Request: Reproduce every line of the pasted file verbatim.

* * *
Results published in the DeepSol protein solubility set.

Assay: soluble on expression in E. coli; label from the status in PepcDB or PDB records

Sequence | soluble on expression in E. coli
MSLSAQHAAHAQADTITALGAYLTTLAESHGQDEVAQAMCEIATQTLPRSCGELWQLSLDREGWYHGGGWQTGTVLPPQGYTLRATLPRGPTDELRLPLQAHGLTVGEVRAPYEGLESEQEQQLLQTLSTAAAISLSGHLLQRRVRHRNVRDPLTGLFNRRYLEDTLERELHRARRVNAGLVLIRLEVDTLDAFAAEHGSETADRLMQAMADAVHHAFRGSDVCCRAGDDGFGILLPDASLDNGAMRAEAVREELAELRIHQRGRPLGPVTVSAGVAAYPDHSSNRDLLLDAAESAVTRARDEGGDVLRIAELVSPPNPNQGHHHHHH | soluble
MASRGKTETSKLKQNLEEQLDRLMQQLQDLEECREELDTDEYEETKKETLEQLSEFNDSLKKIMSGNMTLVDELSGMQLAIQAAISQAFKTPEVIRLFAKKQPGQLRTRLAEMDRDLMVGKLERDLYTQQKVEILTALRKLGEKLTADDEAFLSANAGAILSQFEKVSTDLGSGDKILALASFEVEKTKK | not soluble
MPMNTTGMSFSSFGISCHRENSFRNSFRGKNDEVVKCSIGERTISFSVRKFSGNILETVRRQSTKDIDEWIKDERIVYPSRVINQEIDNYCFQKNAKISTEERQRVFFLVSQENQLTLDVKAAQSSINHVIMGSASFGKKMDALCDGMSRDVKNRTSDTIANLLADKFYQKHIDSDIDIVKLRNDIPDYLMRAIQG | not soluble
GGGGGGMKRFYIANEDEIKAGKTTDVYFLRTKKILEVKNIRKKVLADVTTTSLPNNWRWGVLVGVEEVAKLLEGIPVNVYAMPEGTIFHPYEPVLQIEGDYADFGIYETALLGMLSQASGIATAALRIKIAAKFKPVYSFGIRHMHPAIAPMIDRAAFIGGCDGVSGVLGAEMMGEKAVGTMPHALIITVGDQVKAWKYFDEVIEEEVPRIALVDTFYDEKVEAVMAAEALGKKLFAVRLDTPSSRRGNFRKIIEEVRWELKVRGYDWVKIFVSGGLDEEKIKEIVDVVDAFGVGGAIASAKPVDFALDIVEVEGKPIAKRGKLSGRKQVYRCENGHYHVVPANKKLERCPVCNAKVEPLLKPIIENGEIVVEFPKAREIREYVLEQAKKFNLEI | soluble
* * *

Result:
Results published in the DeepSol protein solubility set.

Assay: soluble on expression in E. coli; label from the status in PepcDB or PDB records

Sequence | soluble on expression in E. coli
MSLSAQHAAHAQADTITALGAYLTTLAESHGQDEVAQAMCEIATQTLPRSCGELWQLSLDREGWYHGGGWQTGTVLPPQGYTLRATLPRGPTDELRLPLQAHGLTVGEVRAPYEGLESEQEQQLLQTLSTAAAISLSGHLLQRRVRHRNVRDPLTGLFNRRYLEDTLERELHRARRVNAGLVLIRLEVDTLDAFAAEHGSETADRLMQAMADAVHHAFRGSDVCCRAGDDGFGILLPDASLDNGAMRAEAVREELAELRIHQRGRPLGPVTVSAGVAAYPDHSSNRDLLLDAAESAVTRARDEGGDVLRIAELVSPPNPNQGHHHHHH | soluble
MASRGKTETSKLKQNLEEQLDRLMQQLQDLEECREELDTDEYEETKKETLEQLSEFNDSLKKIMSGNMTLVDELSGMQLAIQAAISQAFKTPEVIRLFAKKQPGQLRTRLAEMDRDLMVGKLERDLYTQQKVEILTALRKLGEKLTADDEAFLSANAGAILSQFEKVSTDLGSGDKILALASFEVEKTKK | not soluble
MPMNTTGMSFSSFGISCHRENSFRNSFRGKNDEVVKCSIGERTISFSVRKFSGNILETVRRQSTKDIDEWIKDERIVYPSRVINQEIDNYCFQKNAKISTEERQRVFFLVSQENQLTLDVKAAQSSINHVIMGSASFGKKMDALCDGMSRDVKNRTSDTIANLLADKFYQKHIDSDIDIVKLRNDIPDYLMRAIQG | not soluble
GGGGGGMKRFYIANEDEIKAGKTTDVYFLRTKKILEVKNIRKKVLADVTTTSLPNNWRWGVLVGVEEVAKLLEGIPVNVYAMPEGTIFHPYEPVLQIEGDYADFGIYETALLGMLSQASGIATAALRIKIAAKFKPVYSFGIRHMHPAIAPMIDRAAFIGGCDGVSGVLGAEMMGEKAVGTMPHALIITVGDQVKAWKYFDEVIEEEVPRIALVDTFYDEKVEAVMAAEALGKKLFAVRLDTPSSRRGNFRKIIEEVRWELKVRGYDWVKIFVSGGLDEEKIKEIVDVVDAFGVGGAIASAKPVDFALDIVEVEGKPIAKRGKLSGRKQVYRCENGHYHVVPANKKLERCPVCNAKVEPLLKPIIENGEIVVEFPKAREIREYVLEQAKKFNLEI | soluble